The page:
The Hornets have won 36 games each of the last two seasons, and (spoiler alert) that’s how many wins I have them slated to finish with this year too. Whether or not James Borrego and Mitch Kupchak represent upgrades at Head Coach and General Manager respectively remains to be seen; even if those two are the guys who run the show in Charlotte for many years to come, there is a fundamental roster problem that hasn’t yet been solved.

For the record, things may be better on that front right away. For the duration of the Steve Clifford era, Kemba Walker was shackled in a conservative offensive system. Borrego will hopefully change this, and ideally Walker will benefit from playing with springier and more versatile running mates. It’s easy to envision a Walker sharing the floor and pushing the pace with Malik Monk, Miles Bridges, Michael Kidd-Gilchrist and Marvin Williams; feel free to slot Nic Batum or Jeremy Lamb if you prefer what they bring to the table.

Here’s an interesting subplot though: Kemba only has a year left on his deal and rumors circulated last February that he was very available. If Charlotte gets off to a disappointing start, will Kemba once again find himself on the trade block. If so, any fringe contender that could upgrade at Point Guard should consider doing so. Thinking about Kemba on New Orleans, Milwaukee or Denver makes me giddy.

Prediction: 36 wins (Over) and 9th in the Eastern Conference.

2. Miami Heat

Last Season: 44-38, 1st in Southeast Division, 6th in Eastern Conference

A View From Vegas: 41.5 wins, +175 to win Southeast Division, +30000 to win NBA Title

Season Outlook: It’s hard to make any major judgment on what this Miami Heat season will look like without knowing if a deal for Jimmy Butler gets done sometime relatively soon. According to Adrian Wojnarowski and a few other NBA insiders, it sounds like the Wolves and Heat got about as close as possible to making a trade without it actually happening. Assuming Butler’s talents do end up being shipped off to South Beach, we can expect a season in which Miami pushes towards a top 5 seed in the Eastern Conference.

However, since we don’t know for sure that Butler will end up a member of the Miami Heat, my win total prediction reflects a season in which Butler plays in Minnesota or for 28 other franchises that aren’t located in South Florida.

The Heat didn’t lose anybody from last season or acquire anyone in the offseason who will be a meaningful contributor in the 2018-19 season. They will be treated to an entire season of Dwyane Wade and his farewell tour, and Dion Waiters enters the season healthy (yet reportedly out of shape after missing 52 games last year), but aside from that, this is the exact same group that won 44 games and got ousted in Round 1 of the Playoffs last season.

Even assuming that Butler is off the table, Miami is a prime candidate for a roster shake-up. Waiters could be on the move and Hassan Whiteside may have worn out his welcome in Miami. The Heat have a number of intriguing prospects whom they reportedly are hesitant to part ways with. I wouldn’t be one bit surprised if this team looks differently in mid February than they do entering the season.

Prediction: 41 wins (Under) and 7th in the Eastern Conference.

1. Washington Wizards

Last Season: 44-38, 2nd in Southeast Division, 8th in Eastern Conference

A View From Vegas: 44.5 wins, -140 to win Southeast Division, +10000 to win NBA Title

Season Outlook: At the top of the worst division in the National Basketball Association are the Washington Wizards, a team that is actually the perfect encapsulation of what this sorry division is all about. Now it would be easy to suggest that the biggest problem with the Southeast Division, at least ever since LeBron James departed, has been a major lack in high-end talent. This isn’t necessarily untrue. Since the 2014-15 season, the only players who remain in the Southeast Division who have made an All-Star Game are John Wall, Bradley Beal, Kemba Walker, Dwyane Wade (who, to be fair, was a legacy pick) and Goran Dragic (who, to be fair, was a replacement pick). But there’s a bigger issue than a lack of All-Star or All-NBA caliber talent: The problem has been a complete distrust in the team building process or a complete inability to build a team.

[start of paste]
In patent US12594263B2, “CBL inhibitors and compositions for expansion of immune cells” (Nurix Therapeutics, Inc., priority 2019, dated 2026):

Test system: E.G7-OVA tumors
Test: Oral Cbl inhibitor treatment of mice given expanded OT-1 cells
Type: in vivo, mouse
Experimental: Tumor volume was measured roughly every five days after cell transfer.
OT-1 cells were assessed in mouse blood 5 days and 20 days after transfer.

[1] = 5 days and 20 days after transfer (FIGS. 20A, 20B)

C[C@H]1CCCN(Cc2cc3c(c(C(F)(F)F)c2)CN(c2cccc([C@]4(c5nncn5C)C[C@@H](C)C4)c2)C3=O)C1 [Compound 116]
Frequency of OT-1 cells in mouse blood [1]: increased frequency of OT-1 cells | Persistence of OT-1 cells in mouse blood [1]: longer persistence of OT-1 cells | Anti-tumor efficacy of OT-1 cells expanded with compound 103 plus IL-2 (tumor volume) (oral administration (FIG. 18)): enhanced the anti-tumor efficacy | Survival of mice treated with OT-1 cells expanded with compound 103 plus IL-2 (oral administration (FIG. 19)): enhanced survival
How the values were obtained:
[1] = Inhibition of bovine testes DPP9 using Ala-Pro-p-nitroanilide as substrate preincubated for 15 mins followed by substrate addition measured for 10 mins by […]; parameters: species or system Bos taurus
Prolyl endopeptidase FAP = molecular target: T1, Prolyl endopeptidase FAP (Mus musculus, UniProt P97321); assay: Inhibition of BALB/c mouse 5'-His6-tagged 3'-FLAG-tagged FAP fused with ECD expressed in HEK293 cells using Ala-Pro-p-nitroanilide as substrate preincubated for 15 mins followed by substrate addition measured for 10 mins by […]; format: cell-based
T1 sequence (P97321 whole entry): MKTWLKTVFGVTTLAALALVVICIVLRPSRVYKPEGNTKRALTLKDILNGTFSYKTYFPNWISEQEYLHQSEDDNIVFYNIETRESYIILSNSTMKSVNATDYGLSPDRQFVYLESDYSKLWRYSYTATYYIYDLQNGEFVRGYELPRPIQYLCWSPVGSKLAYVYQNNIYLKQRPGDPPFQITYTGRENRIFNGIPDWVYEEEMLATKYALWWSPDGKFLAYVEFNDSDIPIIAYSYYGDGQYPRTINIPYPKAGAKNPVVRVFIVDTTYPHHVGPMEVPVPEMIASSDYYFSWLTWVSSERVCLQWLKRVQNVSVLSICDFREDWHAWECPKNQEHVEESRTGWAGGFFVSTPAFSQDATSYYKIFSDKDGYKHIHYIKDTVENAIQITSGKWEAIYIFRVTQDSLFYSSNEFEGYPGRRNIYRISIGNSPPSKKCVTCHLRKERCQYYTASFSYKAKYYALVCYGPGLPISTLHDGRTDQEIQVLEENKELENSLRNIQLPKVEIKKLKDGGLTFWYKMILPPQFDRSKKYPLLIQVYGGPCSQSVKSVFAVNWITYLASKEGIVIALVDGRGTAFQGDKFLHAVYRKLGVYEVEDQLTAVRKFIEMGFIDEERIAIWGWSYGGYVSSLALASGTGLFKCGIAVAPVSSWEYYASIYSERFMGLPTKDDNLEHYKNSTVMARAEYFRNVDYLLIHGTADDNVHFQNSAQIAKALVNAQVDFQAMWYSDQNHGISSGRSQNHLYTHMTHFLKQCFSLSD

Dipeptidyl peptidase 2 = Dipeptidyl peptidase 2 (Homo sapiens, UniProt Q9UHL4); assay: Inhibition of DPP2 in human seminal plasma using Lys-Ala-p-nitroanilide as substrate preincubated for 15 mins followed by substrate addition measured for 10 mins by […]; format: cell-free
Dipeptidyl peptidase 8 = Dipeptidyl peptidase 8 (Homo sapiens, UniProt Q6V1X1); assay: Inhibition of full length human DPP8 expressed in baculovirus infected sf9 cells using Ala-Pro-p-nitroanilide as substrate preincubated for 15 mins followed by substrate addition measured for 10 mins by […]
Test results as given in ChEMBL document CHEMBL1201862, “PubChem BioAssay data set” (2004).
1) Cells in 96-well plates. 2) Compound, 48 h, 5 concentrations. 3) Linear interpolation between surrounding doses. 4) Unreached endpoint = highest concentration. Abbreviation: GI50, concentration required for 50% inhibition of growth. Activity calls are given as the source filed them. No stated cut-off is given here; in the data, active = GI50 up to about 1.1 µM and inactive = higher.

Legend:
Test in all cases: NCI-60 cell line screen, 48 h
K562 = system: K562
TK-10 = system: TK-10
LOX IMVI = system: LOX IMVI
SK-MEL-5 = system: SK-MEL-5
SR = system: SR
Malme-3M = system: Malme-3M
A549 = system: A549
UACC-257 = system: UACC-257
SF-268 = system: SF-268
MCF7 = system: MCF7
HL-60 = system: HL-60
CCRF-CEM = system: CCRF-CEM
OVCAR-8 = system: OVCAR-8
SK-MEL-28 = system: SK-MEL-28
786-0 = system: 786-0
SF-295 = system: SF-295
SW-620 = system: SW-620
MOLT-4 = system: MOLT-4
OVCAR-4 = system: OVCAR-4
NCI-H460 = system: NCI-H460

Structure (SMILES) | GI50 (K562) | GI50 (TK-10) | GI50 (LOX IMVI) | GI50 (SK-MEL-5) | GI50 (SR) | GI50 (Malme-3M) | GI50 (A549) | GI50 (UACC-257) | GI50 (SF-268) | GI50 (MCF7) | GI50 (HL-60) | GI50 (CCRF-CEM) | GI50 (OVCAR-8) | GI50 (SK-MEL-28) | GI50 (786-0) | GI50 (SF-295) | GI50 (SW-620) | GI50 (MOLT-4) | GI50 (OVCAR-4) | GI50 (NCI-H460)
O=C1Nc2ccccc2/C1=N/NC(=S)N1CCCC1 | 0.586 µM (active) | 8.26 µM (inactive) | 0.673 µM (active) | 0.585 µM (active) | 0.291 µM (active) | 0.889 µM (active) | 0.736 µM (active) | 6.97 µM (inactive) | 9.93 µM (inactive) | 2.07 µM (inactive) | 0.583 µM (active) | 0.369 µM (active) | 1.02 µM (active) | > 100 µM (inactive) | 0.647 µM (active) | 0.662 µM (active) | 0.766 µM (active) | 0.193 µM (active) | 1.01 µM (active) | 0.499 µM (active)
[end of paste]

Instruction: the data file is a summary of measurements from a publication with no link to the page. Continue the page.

Despite far different circumstances, the Miami Heat and Charlotte Hornets haven’t been able put the pieces together to assemble a steady contender in these last four years. Bad contracts and poor roster planning have each team hovering in no man’s land. The Orlando Magic were a contender seven years ago, but they traded Dwight Howard and had absolutely no plan for life post-Dwight. The Atlanta Hawks won 60 games in the 2014-15 season and almost immediately cut ties with that group, even after they advanced to the Eastern Conference Finals. They didn’t even seriously considering finding a way to improve a 60 win team. Now the Magic and Hawks are two of the worst teams in the NBA.

The Washington Wizards are caught in a difficult spot. They have been more consistent than either the Heat or the Hornets each of the last four years, yet their ceiling was never as high as it was for the Magic or Hawks at their respective recent peaks. After this season, likely one that ends in the final week of April, the Wizards will be confronted with the reality that this roster, as currently constructed, isn’t capable of winning or even coming close to competing for an NBA Championship.

The John Wall and Bradley Beal duo has never won fifty games in a season. We were anxious for the Lob City Clippers to blow things up, but at least those dudes were winning fifty or more games consistently. Wall and Beal have never hit that benchmark. There were rumors of tension between the two a few years back; those rumblings were eventually muted, but if you fail to meet expectations time and time again, there will inevitably be finger pointing. I think we’re right at that point.

A random prediction: either Bradley Beal or John Wall won’t be on the Wizards roster heading into the 2019-2020 season. And I have no idea if that’s the right move to make.

Prediction: 44 wins (Under) and 6th in the Eastern Conference.